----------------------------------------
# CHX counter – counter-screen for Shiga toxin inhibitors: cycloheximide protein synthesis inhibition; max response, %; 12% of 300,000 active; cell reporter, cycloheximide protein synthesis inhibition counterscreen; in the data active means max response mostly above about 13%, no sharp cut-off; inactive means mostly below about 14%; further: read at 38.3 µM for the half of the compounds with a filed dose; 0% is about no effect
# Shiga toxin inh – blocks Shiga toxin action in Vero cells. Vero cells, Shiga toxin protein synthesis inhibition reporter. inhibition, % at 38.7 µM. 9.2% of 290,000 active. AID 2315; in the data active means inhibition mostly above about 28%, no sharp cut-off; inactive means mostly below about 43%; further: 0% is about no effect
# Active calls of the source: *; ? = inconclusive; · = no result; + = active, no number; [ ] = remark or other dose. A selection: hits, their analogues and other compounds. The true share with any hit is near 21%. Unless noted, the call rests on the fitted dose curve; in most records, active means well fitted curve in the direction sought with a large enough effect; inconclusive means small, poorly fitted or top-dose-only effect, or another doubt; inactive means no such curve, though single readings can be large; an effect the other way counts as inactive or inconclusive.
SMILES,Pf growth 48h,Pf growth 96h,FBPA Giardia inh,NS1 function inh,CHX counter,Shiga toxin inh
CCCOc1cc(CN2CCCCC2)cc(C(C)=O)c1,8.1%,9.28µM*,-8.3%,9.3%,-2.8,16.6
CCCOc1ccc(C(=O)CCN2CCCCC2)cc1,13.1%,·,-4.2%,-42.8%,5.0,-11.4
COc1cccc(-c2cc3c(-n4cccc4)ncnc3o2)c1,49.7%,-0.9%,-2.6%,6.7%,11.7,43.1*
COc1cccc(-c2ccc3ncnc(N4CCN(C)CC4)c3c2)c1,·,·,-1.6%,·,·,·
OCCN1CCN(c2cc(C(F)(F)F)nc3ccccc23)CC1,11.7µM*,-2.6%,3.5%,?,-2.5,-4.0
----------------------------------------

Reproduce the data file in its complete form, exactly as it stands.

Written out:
# CHX counter – counter-screen for Shiga toxin inhibitors: cycloheximide protein synthesis inhibition; max response, %; 12% of 300,000 active; cell reporter, cycloheximide protein synthesis inhibition counterscreen; in the data active means max response mostly above about 13%, no sharp cut-off; inactive means mostly below about 14%; further: read at 38.3 µM for the half of the compounds with a filed dose; 0% is about no effect
# Shiga toxin inh – blocks Shiga toxin action in Vero cells. Vero cells, Shiga toxin protein synthesis inhibition reporter. inhibition, % at 38.7 µM. 9.2% of 290,000 active. AID 2315; in the data active means inhibition mostly above about 28%, no sharp cut-off; inactive means mostly below about 43%; further: 0% is about no effect
# Active calls of the source: *; ? = inconclusive; · = no result; + = active, no number; [ ] = remark or other dose. A selection: hits, their analogues and other compounds. The true share with any hit is near 21%. Unless noted, the call rests on the fitted dose curve; in most records, active means well fitted curve in the direction sought with a large enough effect; inconclusive means small, poorly fitted or top-dose-only effect, or another doubt; inactive means no such curve, though single readings can be large; an effect the other way counts as inactive or inconclusive.
SMILES,Pf growth 48h,Pf growth 96h,FBPA Giardia inh,NS1 function inh,CHX counter,Shiga toxin inh
CCCOc1cc(CN2CCCCC2)cc(C(C)=O)c1,8.1%,9.28µM*,-8.3%,9.3%,-2.8,16.6
CCCOc1ccc(C(=O)CCN2CCCCC2)cc1,13.1%,·,-4.2%,-42.8%,5.0,-11.4
COc1cccc(-c2cc3c(-n4cccc4)ncnc3o2)c1,49.7%,-0.9%,-2.6%,6.7%,11.7,43.1*
COc1cccc(-c2ccc3ncnc(N4CCN(C)CC4)c3c2)c1,·,·,-1.6%,·,·,·
OCCN1CCN(c2cc(C(F)(F)F)nc3ccccc23)CC1,11.7µM*,-2.6%,3.5%,?,-2.5,-4.0